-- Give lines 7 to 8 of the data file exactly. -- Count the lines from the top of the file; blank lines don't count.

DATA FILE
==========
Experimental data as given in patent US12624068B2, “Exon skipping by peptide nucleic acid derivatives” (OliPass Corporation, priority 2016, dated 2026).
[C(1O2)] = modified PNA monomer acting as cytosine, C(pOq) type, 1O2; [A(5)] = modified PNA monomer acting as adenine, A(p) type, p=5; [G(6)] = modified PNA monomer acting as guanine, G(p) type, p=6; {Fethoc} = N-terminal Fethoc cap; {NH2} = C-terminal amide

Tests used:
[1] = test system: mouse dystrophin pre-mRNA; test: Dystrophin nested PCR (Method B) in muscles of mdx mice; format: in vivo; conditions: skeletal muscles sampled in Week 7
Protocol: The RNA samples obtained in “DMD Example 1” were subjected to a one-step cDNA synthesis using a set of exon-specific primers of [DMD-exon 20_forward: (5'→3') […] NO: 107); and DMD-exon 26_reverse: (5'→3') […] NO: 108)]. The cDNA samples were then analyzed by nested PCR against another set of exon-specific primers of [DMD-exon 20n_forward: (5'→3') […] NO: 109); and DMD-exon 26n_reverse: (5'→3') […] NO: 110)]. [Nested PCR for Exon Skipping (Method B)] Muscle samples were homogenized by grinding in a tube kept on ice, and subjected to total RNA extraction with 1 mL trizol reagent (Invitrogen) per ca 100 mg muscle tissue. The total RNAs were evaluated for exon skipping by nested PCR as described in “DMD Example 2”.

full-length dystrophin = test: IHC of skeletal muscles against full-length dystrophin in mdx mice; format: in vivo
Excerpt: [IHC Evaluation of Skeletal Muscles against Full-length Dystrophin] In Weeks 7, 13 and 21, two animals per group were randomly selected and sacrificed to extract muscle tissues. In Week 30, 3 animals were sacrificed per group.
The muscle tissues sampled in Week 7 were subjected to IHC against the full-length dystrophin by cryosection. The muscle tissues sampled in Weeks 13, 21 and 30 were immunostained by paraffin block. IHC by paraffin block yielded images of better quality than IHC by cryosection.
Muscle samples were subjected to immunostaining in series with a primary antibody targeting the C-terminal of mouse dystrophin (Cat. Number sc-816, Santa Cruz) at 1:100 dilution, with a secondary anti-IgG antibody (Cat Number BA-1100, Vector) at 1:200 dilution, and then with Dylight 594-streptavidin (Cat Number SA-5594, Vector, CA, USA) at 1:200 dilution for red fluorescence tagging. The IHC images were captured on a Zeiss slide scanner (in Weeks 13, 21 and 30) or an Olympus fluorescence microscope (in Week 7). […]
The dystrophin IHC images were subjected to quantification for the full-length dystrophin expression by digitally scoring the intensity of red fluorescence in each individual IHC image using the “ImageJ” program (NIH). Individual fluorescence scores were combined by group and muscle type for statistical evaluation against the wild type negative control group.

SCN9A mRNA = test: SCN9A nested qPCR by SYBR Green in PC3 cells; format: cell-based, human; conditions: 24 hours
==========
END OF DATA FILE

Excerpt: [IHC Evaluation of Skeletal Muscles against Full-length Dystrophin] In Weeks 7, 13 and 21, two animals per group were randomly selected and sacrificed to extract muscle tissues. In Week 30, 3 animals were sacrificed per group.
The muscle tissues sampled in Week 7 were subjected to IHC against the full-length dystrophin by cryosection. The muscle tissues sampled in Weeks 13, 21 and 30 were immunostained by paraffin block. IHC by paraffin block yielded images of better quality than IHC by cryosection.